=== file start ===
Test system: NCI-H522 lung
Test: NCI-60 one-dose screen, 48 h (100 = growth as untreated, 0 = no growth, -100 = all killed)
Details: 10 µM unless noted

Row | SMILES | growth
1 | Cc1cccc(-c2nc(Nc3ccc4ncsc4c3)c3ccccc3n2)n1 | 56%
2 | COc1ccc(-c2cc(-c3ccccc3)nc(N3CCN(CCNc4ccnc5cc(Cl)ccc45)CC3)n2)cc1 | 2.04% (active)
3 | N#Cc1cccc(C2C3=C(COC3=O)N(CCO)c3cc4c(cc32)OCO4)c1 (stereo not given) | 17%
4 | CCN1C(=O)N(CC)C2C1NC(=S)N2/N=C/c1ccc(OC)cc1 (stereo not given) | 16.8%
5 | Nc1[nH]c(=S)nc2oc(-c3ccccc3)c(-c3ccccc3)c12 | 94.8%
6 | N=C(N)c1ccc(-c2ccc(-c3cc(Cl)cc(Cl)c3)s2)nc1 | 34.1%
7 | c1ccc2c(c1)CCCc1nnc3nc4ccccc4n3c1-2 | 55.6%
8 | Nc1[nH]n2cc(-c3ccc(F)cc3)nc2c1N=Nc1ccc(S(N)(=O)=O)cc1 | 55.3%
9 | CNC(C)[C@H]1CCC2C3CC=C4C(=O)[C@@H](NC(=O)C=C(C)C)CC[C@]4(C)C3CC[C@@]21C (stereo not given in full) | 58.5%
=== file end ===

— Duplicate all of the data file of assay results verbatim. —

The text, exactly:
Test system: NCI-H522 lung
Test: NCI-60 one-dose screen, 48 h (100 = growth as untreated, 0 = no growth, -100 = all killed)
Details: 10 µM unless noted

Row | SMILES | growth
1 | Cc1cccc(-c2nc(Nc3ccc4ncsc4c3)c3ccccc3n2)n1 | 56%
2 | COc1ccc(-c2cc(-c3ccccc3)nc(N3CCN(CCNc4ccnc5cc(Cl)ccc45)CC3)n2)cc1 | 2.04% (active)
3 | N#Cc1cccc(C2C3=C(COC3=O)N(CCO)c3cc4c(cc32)OCO4)c1 (stereo not given) | 17%
4 | CCN1C(=O)N(CC)C2C1NC(=S)N2/N=C/c1ccc(OC)cc1 (stereo not given) | 16.8%
5 | Nc1[nH]c(=S)nc2oc(-c3ccccc3)c(-c3ccccc3)c12 | 94.8%
6 | N=C(N)c1ccc(-c2ccc(-c3cc(Cl)cc(Cl)c3)s2)nc1 | 34.1%
7 | c1ccc2c(c1)CCCc1nnc3nc4ccccc4n3c1-2 | 55.6%
8 | Nc1[nH]n2cc(-c3ccc(F)cc3)nc2c1N=Nc1ccc(S(N)(=O)=O)cc1 | 55.3%
9 | CNC(C)[C@H]1CCC2C3CC=C4C(=O)[C@@H](NC(=O)C=C(C)C)CC[C@]4(C)C3CC[C@@]21C (stereo not given in full) | 58.5%